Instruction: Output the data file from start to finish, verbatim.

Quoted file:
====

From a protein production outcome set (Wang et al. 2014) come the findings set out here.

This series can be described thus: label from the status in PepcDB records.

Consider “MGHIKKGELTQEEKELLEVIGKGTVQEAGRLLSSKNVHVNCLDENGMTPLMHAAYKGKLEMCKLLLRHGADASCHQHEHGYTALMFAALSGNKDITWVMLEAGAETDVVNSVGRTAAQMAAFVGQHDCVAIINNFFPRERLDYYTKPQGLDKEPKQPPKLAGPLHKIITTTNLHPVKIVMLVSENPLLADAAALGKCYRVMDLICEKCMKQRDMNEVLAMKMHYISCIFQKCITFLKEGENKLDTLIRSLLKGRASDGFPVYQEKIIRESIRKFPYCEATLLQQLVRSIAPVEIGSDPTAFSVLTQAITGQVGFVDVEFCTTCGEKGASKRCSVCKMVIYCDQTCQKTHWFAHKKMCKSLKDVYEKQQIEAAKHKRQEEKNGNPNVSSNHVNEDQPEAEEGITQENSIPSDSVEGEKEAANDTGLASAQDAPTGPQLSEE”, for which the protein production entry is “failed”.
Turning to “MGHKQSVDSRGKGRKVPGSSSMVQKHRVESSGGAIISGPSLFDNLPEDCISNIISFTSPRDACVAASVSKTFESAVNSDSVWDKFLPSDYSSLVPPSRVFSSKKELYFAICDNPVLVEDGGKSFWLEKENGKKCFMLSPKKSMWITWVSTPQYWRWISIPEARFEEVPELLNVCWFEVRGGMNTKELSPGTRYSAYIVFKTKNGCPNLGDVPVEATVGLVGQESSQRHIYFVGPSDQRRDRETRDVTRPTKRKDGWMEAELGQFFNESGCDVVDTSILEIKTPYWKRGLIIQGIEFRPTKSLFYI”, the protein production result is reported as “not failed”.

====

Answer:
From a protein production outcome set (Wang et al. 2014) come the findings set out here.

This series can be described thus: label from the status in PepcDB records.

Consider “MGHIKKGELTQEEKELLEVIGKGTVQEAGRLLSSKNVHVNCLDENGMTPLMHAAYKGKLEMCKLLLRHGADASCHQHEHGYTALMFAALSGNKDITWVMLEAGAETDVVNSVGRTAAQMAAFVGQHDCVAIINNFFPRERLDYYTKPQGLDKEPKQPPKLAGPLHKIITTTNLHPVKIVMLVSENPLLADAAALGKCYRVMDLICEKCMKQRDMNEVLAMKMHYISCIFQKCITFLKEGENKLDTLIRSLLKGRASDGFPVYQEKIIRESIRKFPYCEATLLQQLVRSIAPVEIGSDPTAFSVLTQAITGQVGFVDVEFCTTCGEKGASKRCSVCKMVIYCDQTCQKTHWFAHKKMCKSLKDVYEKQQIEAAKHKRQEEKNGNPNVSSNHVNEDQPEAEEGITQENSIPSDSVEGEKEAANDTGLASAQDAPTGPQLSEE”, for which the protein production entry is “failed”.
Turning to “MGHKQSVDSRGKGRKVPGSSSMVQKHRVESSGGAIISGPSLFDNLPEDCISNIISFTSPRDACVAASVSKTFESAVNSDSVWDKFLPSDYSSLVPPSRVFSSKKELYFAICDNPVLVEDGGKSFWLEKENGKKCFMLSPKKSMWITWVSTPQYWRWISIPEARFEEVPELLNVCWFEVRGGMNTKELSPGTRYSAYIVFKTKNGCPNLGDVPVEATVGLVGQESSQRHIYFVGPSDQRRDRETRDVTRPTKRKDGWMEAELGQFFNESGCDVVDTSILEIKTPYWKRGLIIQGIEFRPTKSLFYI”, the protein production result is reported as “not failed”.